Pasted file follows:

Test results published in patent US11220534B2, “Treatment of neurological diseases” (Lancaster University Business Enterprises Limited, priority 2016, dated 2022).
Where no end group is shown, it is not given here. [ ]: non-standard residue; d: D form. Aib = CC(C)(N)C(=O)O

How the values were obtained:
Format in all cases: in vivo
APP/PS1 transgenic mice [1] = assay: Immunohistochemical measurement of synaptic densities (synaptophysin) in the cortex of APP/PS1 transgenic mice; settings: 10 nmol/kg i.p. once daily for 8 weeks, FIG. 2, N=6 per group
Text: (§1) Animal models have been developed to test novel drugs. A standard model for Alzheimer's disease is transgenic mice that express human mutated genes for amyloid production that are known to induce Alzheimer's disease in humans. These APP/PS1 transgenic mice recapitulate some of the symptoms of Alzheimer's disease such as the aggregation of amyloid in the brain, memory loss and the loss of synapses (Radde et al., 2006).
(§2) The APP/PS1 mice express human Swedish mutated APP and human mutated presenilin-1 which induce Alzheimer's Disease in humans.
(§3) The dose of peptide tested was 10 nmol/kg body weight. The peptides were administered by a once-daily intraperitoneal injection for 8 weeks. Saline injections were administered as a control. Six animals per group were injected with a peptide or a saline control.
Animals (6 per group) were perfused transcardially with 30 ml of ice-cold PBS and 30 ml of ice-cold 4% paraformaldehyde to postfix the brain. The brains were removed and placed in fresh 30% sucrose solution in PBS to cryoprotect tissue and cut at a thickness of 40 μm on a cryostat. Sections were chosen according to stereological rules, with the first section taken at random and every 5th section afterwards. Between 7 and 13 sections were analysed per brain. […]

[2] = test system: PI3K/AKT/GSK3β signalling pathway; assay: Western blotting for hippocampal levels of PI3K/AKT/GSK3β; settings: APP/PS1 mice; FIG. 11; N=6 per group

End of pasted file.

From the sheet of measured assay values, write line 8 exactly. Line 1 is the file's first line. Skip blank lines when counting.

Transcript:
(§3) The dose of peptide tested was 10 nmol/kg body weight. The peptides were administered by a once-daily intraperitoneal injection for 8 weeks. Saline injections were administered as a control. Six animals per group were injected with a peptide or a saline control.